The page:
Here’s a little something I wrote for another site a few months ago:
Today as I was driving to work (on a wonderfully dew laden Sunday morning), I noticed a field that had been emptied and readied for a construction project. My first thought was of how nice and neat the field was. All the earth had been methodically smoothed, and to one corner all the brambles, branches, leaves and what-not had been placed.
I considered momentarily what ingenious organisers humans can be. How we constantly strive to bring order into chaos. But then another thought struck me; a messy open space full of tall grass, weeds, tangled bushes and mildly stagnant ponds is viewed as chaotic. Yet isn’t it in truth natural?
In contrast we have the destruction of that natural environment, and the subsequent organisation of its parts into neat piles, perceived as “order”.
Doesn’t that highlight the condition of the human mind? To me it gives pause for reflection on the entire notion of just what chaos and order are supposed to be. Civilisation is an ordered gathering of human potential, needs and resources. And from that order arises all forms of constructions, systems and developments that benefit us. So called order causes all this to arise out from the chaotic mess of otherwise spread out humanity. People who would be living day-to-day without much in the way of long term goals, using and tending to their surroundings in perhaps mutual benefit.
Yet what does that order or civilisation bring? It surely doesn’t bring order to the environment, or the displaced animals. Neither does the constant “improvement” of genetic stock, unending mass-production, or development of the “wage-slave” bring much in the way of order.
Yes – there is certainly a degree of control and power to these aspects and just about every other part of civilisation; but it seems to me that humanity long ago confused the notion of order with control.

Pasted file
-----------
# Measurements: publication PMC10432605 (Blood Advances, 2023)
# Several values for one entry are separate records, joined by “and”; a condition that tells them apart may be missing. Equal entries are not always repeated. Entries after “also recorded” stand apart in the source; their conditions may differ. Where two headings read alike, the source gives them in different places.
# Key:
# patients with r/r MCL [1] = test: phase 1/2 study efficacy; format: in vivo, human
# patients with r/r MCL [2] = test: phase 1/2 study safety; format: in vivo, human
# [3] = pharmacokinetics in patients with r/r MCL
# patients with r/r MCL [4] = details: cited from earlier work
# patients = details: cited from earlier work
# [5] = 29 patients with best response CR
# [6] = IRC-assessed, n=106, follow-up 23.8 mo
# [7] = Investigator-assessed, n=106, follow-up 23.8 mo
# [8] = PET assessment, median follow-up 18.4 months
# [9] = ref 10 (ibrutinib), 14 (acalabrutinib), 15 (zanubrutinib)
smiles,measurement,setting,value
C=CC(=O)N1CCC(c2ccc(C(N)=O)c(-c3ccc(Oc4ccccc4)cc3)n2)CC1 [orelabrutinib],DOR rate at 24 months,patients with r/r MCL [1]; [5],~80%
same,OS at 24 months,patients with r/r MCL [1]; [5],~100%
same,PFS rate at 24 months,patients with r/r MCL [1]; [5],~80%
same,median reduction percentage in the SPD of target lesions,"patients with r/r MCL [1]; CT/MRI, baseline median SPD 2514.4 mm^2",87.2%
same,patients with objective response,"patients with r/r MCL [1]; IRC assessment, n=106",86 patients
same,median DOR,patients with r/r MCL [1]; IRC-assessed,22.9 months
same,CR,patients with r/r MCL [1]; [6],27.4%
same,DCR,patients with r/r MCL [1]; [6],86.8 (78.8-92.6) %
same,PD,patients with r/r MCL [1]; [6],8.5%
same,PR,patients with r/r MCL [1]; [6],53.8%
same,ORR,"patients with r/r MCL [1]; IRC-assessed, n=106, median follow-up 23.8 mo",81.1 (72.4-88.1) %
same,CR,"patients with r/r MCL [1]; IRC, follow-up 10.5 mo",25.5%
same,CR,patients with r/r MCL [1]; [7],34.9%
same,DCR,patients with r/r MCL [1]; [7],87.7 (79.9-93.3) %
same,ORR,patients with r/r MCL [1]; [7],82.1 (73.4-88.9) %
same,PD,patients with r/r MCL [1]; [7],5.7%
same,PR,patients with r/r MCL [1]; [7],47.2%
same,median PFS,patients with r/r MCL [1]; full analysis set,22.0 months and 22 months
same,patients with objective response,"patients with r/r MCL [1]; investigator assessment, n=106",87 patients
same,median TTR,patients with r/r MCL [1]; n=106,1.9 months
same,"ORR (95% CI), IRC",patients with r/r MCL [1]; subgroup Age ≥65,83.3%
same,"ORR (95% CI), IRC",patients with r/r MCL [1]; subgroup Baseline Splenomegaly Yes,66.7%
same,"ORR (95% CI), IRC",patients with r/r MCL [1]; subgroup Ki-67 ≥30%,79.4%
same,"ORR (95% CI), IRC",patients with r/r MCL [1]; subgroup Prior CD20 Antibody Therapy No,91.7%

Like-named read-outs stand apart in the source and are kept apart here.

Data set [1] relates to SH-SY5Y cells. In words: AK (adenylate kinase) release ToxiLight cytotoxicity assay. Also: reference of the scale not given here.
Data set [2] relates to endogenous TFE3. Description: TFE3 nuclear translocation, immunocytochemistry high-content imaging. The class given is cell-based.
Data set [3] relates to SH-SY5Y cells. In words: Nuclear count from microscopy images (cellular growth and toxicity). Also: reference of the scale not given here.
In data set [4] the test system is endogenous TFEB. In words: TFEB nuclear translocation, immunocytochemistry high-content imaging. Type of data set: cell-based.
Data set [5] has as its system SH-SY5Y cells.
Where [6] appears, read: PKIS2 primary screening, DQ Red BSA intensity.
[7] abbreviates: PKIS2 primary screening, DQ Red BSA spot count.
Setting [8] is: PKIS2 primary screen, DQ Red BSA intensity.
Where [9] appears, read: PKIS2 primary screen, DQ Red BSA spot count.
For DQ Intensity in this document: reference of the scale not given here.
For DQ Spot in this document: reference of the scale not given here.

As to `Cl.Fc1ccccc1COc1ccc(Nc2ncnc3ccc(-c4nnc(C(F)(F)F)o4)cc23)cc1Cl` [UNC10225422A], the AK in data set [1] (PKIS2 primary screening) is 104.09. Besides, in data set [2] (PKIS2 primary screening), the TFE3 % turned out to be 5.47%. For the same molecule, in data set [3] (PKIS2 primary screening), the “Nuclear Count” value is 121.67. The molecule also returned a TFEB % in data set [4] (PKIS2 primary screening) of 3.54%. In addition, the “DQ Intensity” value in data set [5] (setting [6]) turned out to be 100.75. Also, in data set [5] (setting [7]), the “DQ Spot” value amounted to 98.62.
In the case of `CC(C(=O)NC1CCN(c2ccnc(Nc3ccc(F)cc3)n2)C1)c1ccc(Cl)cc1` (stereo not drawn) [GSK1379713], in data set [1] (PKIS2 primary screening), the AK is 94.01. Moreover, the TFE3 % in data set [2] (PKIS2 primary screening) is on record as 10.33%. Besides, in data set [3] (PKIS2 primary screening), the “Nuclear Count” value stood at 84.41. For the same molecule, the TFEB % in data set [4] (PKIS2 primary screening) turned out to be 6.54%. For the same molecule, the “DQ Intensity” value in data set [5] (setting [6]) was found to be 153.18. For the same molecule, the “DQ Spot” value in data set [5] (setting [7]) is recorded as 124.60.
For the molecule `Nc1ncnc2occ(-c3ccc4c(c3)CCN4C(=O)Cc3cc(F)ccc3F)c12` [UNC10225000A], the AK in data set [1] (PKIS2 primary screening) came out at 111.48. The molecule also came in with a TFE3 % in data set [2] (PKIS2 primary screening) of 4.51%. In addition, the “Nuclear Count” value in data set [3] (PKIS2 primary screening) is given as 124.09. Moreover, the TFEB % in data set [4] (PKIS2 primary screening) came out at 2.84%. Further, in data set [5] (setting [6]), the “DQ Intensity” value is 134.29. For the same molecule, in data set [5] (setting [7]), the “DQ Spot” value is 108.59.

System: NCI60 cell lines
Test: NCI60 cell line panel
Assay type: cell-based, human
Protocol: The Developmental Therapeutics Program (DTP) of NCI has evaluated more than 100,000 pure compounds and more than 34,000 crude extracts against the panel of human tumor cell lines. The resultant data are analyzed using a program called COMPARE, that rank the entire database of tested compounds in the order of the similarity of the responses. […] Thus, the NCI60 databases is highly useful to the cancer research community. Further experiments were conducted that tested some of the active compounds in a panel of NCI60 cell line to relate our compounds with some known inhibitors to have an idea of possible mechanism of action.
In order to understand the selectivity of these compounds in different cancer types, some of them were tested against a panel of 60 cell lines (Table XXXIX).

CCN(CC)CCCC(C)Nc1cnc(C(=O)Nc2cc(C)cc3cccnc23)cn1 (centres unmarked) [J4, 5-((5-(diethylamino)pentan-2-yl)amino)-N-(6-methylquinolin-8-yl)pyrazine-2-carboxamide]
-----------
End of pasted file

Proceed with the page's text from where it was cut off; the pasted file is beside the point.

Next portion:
Control requires an element of chaos, because control requires power. And power invokes the ability and sometimes necessity to reorganise that which is natural; it creates an imbalance which is temporarily perceived to be beneficial.
When we stand back and look at nature, it may appear chaotic – but there is an unbelievable amount of order present. In truth it is much as the Tao states; a constant balance of both. It is this notion that speaks to the spirit, an inner sense of balance which has nothing to do with order or control, but rather the simple presence of inner-peace.
Unlike the spirit our somewhat conditioned thinking believes in extremes. Order or Chaos. Order from Chaos. The descent into Chaos from Order. But all of these principles only exist when we stand too close to a situation or event. In these times, balance is perhaps a difficult notion to grasp, but it is one which will eventually afford us the best possible future. We can begin with the balance of our selves; and this quite naturally brings about a balance with our environment and all those around us.
Even if it is a slow process – one person at a time – each step is an important part of the journey.